changeLook at that.  Right there, I made a choice to change the way my blog looks just by adding this quote at the top.  Wouldn’t it be fabulous if all choices were that easy?  When Deepak Chopra writes about Applying the Law of “Karma” or Cause and Effect, he has this to say:  Whenever I make a choice, I will ask myself two questions: “What are the consequences of this choice that I’m making?  and “Will this choice bring fulfillment and happiness to me and also to those who are affected by this choice?”

Choices do have consequences.

How often do we genuinely pause and ponder these two questions?  You see the problem is, I think we don’t stop to think about it at all.  If you are about to do something, but you have not given much thought as to what happens next, it is best to actually pause and consider this.  The last year I was teaching, I made a plan to begin changing my career and go after what I really wanted.  I wanted to write, and I found that I had a knack for social media.  I knew that the consequences were going to include struggle as I continued to build up a writing portfolio.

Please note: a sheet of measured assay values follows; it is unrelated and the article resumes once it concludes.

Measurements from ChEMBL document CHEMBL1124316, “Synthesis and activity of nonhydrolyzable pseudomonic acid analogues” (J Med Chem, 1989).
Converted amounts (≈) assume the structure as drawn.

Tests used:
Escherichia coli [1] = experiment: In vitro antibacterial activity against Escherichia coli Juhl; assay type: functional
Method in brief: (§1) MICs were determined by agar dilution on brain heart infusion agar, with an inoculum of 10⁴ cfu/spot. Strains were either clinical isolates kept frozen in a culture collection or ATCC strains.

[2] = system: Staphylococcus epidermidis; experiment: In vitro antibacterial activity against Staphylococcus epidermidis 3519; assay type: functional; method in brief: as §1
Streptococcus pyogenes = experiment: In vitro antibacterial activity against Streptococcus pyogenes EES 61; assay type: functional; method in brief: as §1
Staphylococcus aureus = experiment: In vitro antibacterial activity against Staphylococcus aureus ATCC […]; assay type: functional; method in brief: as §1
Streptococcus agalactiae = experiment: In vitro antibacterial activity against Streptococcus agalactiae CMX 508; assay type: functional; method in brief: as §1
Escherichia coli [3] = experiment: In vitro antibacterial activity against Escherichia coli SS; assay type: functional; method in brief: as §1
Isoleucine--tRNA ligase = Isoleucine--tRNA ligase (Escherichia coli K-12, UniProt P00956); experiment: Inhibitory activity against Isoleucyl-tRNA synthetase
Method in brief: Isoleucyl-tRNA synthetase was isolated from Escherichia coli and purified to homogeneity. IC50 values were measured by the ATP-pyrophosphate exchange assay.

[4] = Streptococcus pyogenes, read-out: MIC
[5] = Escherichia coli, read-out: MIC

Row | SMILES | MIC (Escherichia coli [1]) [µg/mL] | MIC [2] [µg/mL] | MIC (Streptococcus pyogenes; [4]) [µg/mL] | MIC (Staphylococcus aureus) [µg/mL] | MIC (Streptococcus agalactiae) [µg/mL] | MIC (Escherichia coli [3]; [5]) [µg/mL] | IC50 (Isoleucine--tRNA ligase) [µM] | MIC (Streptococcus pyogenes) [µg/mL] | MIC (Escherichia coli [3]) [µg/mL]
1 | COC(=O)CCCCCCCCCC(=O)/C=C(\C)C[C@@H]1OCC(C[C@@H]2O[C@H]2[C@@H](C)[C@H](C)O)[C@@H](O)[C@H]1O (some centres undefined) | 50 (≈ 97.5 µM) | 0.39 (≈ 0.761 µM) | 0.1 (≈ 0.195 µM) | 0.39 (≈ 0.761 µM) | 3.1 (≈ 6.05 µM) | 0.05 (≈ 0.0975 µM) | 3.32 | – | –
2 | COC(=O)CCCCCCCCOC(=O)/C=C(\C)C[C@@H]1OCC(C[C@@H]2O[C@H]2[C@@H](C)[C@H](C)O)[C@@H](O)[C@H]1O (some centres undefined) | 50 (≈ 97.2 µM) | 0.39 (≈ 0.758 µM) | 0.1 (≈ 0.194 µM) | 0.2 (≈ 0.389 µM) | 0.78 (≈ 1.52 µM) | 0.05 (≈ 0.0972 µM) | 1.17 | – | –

The first time I was contacted by an editor who wanted me to submit an even longer piece for publication, I felt the excitement and happiness of my choice.  The first time I got a rejection letter in the mail, smeared with some sort of greasy substance, I felt the doubt of my choice.  All in all, I knew that my well-being was better off for having made the choice to take a chance.  I knew that without a doubt, my life would not change working all the time and coming home too exhausted to write.  I am happy with change.  Hopefully, my life is about to change again as I am ready for something new. 

Guest blogging…